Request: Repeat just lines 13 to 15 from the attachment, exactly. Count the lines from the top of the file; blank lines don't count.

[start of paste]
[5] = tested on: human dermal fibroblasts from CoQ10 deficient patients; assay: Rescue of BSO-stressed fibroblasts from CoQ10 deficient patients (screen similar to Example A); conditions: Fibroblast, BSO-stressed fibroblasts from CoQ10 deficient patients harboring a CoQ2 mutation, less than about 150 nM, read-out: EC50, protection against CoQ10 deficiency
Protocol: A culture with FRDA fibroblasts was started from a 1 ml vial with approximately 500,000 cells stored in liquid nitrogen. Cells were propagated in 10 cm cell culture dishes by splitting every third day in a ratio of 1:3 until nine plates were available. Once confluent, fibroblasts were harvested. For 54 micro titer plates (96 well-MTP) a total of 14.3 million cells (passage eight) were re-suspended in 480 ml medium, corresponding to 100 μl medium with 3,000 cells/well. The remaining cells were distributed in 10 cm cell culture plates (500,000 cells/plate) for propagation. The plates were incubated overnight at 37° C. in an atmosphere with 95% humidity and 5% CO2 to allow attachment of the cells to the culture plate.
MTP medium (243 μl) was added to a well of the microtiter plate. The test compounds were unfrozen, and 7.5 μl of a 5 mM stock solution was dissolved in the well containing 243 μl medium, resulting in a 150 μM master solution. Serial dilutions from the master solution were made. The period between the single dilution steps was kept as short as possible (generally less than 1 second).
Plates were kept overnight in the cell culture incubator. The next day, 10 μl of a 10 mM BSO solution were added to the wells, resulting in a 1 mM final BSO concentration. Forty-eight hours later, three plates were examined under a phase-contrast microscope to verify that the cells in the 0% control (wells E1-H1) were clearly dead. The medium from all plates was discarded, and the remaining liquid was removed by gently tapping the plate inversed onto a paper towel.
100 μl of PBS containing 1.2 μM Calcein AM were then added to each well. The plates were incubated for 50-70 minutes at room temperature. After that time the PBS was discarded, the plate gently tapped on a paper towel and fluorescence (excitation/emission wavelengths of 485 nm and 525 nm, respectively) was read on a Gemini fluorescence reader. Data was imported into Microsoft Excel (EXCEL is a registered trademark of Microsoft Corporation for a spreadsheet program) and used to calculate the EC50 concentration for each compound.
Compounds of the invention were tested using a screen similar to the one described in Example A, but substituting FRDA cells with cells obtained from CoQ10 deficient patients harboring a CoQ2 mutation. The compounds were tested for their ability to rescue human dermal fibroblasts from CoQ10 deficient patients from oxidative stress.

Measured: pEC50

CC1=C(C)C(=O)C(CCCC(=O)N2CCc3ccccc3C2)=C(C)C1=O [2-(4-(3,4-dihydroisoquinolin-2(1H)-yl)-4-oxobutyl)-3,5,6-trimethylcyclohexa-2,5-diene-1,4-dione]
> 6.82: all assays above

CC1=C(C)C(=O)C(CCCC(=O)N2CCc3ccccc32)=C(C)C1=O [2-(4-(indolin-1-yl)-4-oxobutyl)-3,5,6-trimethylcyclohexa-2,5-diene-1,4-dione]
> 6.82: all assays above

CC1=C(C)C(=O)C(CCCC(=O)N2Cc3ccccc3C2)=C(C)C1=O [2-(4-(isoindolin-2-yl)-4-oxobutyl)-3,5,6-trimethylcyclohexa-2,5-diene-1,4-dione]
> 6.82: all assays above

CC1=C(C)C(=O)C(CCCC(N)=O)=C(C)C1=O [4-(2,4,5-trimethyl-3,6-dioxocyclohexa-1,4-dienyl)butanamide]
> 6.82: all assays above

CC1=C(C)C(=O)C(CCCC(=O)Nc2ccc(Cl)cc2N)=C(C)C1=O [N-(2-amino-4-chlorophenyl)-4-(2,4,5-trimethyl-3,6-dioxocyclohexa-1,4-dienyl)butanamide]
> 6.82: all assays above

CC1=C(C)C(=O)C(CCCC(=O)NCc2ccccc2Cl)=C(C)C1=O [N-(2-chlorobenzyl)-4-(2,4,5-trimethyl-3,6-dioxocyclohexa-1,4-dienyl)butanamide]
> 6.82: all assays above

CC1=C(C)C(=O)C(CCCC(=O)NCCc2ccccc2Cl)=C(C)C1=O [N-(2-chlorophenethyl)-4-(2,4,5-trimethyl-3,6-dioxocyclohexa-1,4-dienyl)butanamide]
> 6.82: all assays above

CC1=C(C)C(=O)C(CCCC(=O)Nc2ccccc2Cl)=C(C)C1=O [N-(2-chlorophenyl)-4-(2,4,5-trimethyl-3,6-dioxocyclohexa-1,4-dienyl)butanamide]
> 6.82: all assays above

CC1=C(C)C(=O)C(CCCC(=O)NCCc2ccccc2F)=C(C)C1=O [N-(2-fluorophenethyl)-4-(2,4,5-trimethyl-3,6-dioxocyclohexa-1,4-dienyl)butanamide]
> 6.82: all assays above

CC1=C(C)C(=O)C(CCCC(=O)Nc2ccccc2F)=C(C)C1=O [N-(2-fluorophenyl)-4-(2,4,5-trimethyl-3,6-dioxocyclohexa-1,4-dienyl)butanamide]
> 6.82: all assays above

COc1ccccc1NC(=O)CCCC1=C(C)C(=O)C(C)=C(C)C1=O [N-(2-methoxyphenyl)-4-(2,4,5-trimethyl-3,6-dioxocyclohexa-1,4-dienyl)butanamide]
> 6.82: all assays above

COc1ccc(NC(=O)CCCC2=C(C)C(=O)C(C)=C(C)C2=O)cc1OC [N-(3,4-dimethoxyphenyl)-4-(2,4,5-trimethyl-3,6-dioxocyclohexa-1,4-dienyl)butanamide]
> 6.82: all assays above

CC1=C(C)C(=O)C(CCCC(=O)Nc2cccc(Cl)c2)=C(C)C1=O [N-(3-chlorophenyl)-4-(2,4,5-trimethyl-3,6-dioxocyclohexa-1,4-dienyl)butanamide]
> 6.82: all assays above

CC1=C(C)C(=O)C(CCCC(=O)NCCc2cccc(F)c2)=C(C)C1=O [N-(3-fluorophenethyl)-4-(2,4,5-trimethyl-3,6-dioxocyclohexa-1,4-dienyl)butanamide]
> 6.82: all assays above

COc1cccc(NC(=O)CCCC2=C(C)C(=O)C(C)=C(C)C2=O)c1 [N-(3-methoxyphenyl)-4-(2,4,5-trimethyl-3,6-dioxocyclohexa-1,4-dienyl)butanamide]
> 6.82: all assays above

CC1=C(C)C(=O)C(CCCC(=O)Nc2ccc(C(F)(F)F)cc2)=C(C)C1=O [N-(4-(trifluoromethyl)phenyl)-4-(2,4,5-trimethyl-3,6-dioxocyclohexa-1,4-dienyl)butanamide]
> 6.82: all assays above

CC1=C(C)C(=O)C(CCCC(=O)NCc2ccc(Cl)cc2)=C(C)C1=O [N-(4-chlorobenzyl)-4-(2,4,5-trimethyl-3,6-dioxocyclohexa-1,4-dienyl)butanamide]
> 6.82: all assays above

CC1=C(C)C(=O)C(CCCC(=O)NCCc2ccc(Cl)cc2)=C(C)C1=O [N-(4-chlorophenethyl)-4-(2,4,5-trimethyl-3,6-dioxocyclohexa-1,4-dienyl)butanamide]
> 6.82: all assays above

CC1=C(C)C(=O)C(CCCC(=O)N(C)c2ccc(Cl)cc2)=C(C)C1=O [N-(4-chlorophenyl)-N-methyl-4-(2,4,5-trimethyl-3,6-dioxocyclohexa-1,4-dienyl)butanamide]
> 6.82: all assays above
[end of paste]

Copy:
> 6.82: all assays above

CC1=C(C)C(=O)C(CCCC(N)=O)=C(C)C1=O [4-(2,4,5-trimethyl-3,6-dioxocyclohexa-1,4-dienyl)butanamide]
> 6.82: all assays above